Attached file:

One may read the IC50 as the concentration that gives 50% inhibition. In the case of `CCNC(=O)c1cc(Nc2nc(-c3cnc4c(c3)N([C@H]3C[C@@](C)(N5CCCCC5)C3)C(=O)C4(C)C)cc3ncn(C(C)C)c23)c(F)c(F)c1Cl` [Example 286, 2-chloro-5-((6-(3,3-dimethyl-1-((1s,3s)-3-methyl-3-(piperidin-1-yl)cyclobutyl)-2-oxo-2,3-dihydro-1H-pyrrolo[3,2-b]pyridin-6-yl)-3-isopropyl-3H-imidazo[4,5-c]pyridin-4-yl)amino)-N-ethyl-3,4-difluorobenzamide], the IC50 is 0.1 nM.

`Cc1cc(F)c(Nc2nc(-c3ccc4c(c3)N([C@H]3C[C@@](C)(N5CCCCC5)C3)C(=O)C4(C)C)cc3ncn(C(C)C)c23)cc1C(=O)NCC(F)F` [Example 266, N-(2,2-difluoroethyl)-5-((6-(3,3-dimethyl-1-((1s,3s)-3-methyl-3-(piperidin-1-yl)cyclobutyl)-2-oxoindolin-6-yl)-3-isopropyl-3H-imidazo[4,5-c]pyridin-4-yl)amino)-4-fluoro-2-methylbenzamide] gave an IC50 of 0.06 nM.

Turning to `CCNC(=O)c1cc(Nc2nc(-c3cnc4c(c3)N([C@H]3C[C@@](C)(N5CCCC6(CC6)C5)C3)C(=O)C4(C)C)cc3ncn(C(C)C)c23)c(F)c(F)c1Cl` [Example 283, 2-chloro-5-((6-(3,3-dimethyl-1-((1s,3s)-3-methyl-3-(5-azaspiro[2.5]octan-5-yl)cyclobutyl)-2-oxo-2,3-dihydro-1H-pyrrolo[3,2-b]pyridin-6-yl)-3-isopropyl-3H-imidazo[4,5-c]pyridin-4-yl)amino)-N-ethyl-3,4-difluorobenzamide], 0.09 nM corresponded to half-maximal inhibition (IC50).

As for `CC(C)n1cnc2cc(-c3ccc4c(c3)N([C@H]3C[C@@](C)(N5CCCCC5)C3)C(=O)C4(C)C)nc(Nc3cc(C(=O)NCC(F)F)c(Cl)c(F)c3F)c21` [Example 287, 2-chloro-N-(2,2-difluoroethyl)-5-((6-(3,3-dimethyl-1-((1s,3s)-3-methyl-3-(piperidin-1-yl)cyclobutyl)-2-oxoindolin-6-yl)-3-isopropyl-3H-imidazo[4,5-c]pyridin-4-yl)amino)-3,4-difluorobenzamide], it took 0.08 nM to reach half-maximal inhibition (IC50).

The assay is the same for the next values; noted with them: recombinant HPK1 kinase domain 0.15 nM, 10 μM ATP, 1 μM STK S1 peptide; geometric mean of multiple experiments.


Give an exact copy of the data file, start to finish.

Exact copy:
One may read the IC50 as the concentration that gives 50% inhibition. In the case of `CCNC(=O)c1cc(Nc2nc(-c3cnc4c(c3)N([C@H]3C[C@@](C)(N5CCCCC5)C3)C(=O)C4(C)C)cc3ncn(C(C)C)c23)c(F)c(F)c1Cl` [Example 286, 2-chloro-5-((6-(3,3-dimethyl-1-((1s,3s)-3-methyl-3-(piperidin-1-yl)cyclobutyl)-2-oxo-2,3-dihydro-1H-pyrrolo[3,2-b]pyridin-6-yl)-3-isopropyl-3H-imidazo[4,5-c]pyridin-4-yl)amino)-N-ethyl-3,4-difluorobenzamide], the IC50 is 0.1 nM.

`Cc1cc(F)c(Nc2nc(-c3ccc4c(c3)N([C@H]3C[C@@](C)(N5CCCCC5)C3)C(=O)C4(C)C)cc3ncn(C(C)C)c23)cc1C(=O)NCC(F)F` [Example 266, N-(2,2-difluoroethyl)-5-((6-(3,3-dimethyl-1-((1s,3s)-3-methyl-3-(piperidin-1-yl)cyclobutyl)-2-oxoindolin-6-yl)-3-isopropyl-3H-imidazo[4,5-c]pyridin-4-yl)amino)-4-fluoro-2-methylbenzamide] gave an IC50 of 0.06 nM.

Turning to `CCNC(=O)c1cc(Nc2nc(-c3cnc4c(c3)N([C@H]3C[C@@](C)(N5CCCC6(CC6)C5)C3)C(=O)C4(C)C)cc3ncn(C(C)C)c23)c(F)c(F)c1Cl` [Example 283, 2-chloro-5-((6-(3,3-dimethyl-1-((1s,3s)-3-methyl-3-(5-azaspiro[2.5]octan-5-yl)cyclobutyl)-2-oxo-2,3-dihydro-1H-pyrrolo[3,2-b]pyridin-6-yl)-3-isopropyl-3H-imidazo[4,5-c]pyridin-4-yl)amino)-N-ethyl-3,4-difluorobenzamide], 0.09 nM corresponded to half-maximal inhibition (IC50).

As for `CC(C)n1cnc2cc(-c3ccc4c(c3)N([C@H]3C[C@@](C)(N5CCCCC5)C3)C(=O)C4(C)C)nc(Nc3cc(C(=O)NCC(F)F)c(Cl)c(F)c3F)c21` [Example 287, 2-chloro-N-(2,2-difluoroethyl)-5-((6-(3,3-dimethyl-1-((1s,3s)-3-methyl-3-(piperidin-1-yl)cyclobutyl)-2-oxoindolin-6-yl)-3-isopropyl-3H-imidazo[4,5-c]pyridin-4-yl)amino)-3,4-difluorobenzamide], it took 0.08 nM to reach half-maximal inhibition (IC50).

The assay is the same for the next values; noted with them: recombinant HPK1 kinase domain 0.15 nM, 10 μM ATP, 1 μM STK S1 peptide; geometric mean of multiple experiments.